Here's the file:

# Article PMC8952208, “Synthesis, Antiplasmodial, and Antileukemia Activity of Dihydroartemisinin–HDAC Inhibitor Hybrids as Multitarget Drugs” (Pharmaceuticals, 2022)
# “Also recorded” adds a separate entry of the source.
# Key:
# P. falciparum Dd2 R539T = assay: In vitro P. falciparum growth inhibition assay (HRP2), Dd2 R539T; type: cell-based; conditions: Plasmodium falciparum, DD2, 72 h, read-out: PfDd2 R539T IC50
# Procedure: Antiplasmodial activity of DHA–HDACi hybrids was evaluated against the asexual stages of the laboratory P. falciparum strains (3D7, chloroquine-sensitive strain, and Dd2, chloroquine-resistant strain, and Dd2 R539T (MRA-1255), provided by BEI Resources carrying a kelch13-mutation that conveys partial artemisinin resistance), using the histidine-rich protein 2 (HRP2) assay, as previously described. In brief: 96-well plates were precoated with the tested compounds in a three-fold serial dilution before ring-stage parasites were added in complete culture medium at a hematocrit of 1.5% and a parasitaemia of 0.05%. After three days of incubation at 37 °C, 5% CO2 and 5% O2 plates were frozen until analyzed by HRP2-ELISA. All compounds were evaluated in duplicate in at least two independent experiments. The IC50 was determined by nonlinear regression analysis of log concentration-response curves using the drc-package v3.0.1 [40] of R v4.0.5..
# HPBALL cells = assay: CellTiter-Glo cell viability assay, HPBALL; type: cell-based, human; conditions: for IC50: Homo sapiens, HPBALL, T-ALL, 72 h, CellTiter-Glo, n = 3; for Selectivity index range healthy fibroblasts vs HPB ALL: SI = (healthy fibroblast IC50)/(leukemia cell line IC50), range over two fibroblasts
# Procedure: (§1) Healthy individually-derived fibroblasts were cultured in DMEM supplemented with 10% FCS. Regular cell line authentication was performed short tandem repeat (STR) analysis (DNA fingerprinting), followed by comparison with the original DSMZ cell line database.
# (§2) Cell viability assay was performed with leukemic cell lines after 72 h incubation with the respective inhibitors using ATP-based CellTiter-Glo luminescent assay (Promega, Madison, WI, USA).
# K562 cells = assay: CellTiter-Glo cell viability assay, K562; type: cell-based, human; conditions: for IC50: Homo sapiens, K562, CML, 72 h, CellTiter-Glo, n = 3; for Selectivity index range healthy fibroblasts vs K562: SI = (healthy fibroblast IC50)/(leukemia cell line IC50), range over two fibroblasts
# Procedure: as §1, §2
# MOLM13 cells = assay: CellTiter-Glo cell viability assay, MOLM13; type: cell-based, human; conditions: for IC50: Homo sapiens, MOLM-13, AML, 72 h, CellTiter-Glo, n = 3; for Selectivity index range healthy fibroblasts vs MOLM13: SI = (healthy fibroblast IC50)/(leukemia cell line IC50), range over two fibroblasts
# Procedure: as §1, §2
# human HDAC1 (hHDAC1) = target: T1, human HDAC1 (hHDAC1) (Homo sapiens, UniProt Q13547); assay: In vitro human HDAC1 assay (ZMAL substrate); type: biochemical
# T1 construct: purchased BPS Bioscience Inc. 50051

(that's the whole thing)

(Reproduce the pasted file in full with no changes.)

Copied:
# Article PMC8952208, “Synthesis, Antiplasmodial, and Antileukemia Activity of Dihydroartemisinin–HDAC Inhibitor Hybrids as Multitarget Drugs” (Pharmaceuticals, 2022)
# “Also recorded” adds a separate entry of the source.
# Key:
# P. falciparum Dd2 R539T = assay: In vitro P. falciparum growth inhibition assay (HRP2), Dd2 R539T; type: cell-based; conditions: Plasmodium falciparum, DD2, 72 h, read-out: PfDd2 R539T IC50
# Procedure: Antiplasmodial activity of DHA–HDACi hybrids was evaluated against the asexual stages of the laboratory P. falciparum strains (3D7, chloroquine-sensitive strain, and Dd2, chloroquine-resistant strain, and Dd2 R539T (MRA-1255), provided by BEI Resources carrying a kelch13-mutation that conveys partial artemisinin resistance), using the histidine-rich protein 2 (HRP2) assay, as previously described. In brief: 96-well plates were precoated with the tested compounds in a three-fold serial dilution before ring-stage parasites were added in complete culture medium at a hematocrit of 1.5% and a parasitaemia of 0.05%. After three days of incubation at 37 °C, 5% CO2 and 5% O2 plates were frozen until analyzed by HRP2-ELISA. All compounds were evaluated in duplicate in at least two independent experiments. The IC50 was determined by nonlinear regression analysis of log concentration-response curves using the drc-package v3.0.1 [40] of R v4.0.5..
# HPBALL cells = assay: CellTiter-Glo cell viability assay, HPBALL; type: cell-based, human; conditions: for IC50: Homo sapiens, HPBALL, T-ALL, 72 h, CellTiter-Glo, n = 3; for Selectivity index range healthy fibroblasts vs HPB ALL: SI = (healthy fibroblast IC50)/(leukemia cell line IC50), range over two fibroblasts
# Procedure: (§1) Healthy individually-derived fibroblasts were cultured in DMEM supplemented with 10% FCS. Regular cell line authentication was performed short tandem repeat (STR) analysis (DNA fingerprinting), followed by comparison with the original DSMZ cell line database.
# (§2) Cell viability assay was performed with leukemic cell lines after 72 h incubation with the respective inhibitors using ATP-based CellTiter-Glo luminescent assay (Promega, Madison, WI, USA).
# K562 cells = assay: CellTiter-Glo cell viability assay, K562; type: cell-based, human; conditions: for IC50: Homo sapiens, K562, CML, 72 h, CellTiter-Glo, n = 3; for Selectivity index range healthy fibroblasts vs K562: SI = (healthy fibroblast IC50)/(leukemia cell line IC50), range over two fibroblasts
# Procedure: as §1, §2
# MOLM13 cells = assay: CellTiter-Glo cell viability assay, MOLM13; type: cell-based, human; conditions: for IC50: Homo sapiens, MOLM-13, AML, 72 h, CellTiter-Glo, n = 3; for Selectivity index range healthy fibroblasts vs MOLM13: SI = (healthy fibroblast IC50)/(leukemia cell line IC50), range over two fibroblasts
# Procedure: as §1, §2
# human HDAC1 (hHDAC1) = target: T1, human HDAC1 (hHDAC1) (Homo sapiens, UniProt Q13547); assay: In vitro human HDAC1 assay (ZMAL substrate); type: biochemical
# T1 construct: purchased BPS Bioscience Inc. 50051